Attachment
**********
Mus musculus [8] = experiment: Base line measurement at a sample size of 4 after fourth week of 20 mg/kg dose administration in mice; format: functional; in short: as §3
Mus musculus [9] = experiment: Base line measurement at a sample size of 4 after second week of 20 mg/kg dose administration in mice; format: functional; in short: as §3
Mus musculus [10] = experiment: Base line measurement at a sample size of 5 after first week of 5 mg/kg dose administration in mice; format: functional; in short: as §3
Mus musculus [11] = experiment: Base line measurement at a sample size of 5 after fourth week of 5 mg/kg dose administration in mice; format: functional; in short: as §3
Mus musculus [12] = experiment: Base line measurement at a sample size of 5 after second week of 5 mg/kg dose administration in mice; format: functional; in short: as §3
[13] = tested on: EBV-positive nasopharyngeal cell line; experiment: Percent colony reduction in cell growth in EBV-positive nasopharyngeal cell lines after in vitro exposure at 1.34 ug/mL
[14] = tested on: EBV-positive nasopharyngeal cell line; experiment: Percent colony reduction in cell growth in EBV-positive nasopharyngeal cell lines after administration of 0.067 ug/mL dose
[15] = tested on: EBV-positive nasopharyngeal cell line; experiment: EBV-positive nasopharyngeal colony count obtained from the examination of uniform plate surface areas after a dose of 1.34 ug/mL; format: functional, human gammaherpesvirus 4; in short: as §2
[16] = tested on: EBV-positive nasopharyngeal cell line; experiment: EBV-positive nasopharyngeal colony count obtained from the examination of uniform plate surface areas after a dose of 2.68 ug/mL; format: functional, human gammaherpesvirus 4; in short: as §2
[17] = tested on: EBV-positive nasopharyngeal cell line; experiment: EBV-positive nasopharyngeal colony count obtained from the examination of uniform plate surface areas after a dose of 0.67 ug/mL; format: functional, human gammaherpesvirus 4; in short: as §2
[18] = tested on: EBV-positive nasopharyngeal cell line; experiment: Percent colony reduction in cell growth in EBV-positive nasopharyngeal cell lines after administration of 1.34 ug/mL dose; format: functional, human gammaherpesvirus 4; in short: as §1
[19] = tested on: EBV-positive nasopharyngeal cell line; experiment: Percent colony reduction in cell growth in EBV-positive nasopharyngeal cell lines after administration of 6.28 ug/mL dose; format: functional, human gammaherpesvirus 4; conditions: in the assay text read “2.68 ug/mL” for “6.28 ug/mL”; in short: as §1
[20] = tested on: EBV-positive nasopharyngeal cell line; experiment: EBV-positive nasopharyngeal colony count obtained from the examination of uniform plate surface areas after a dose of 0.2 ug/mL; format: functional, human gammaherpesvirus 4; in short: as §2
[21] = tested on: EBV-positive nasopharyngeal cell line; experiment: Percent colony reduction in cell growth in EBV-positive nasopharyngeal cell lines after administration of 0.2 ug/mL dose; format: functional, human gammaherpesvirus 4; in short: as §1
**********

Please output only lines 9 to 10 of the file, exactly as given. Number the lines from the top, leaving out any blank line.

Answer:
[16] = tested on: EBV-positive nasopharyngeal cell line; experiment: EBV-positive nasopharyngeal colony count obtained from the examination of uniform plate surface areas after a dose of 2.68 ug/mL; format: functional, human gammaherpesvirus 4; in short: as §2
[17] = tested on: EBV-positive nasopharyngeal cell line; experiment: EBV-positive nasopharyngeal colony count obtained from the examination of uniform plate surface areas after a dose of 0.67 ug/mL; format: functional, human gammaherpesvirus 4; in short: as §2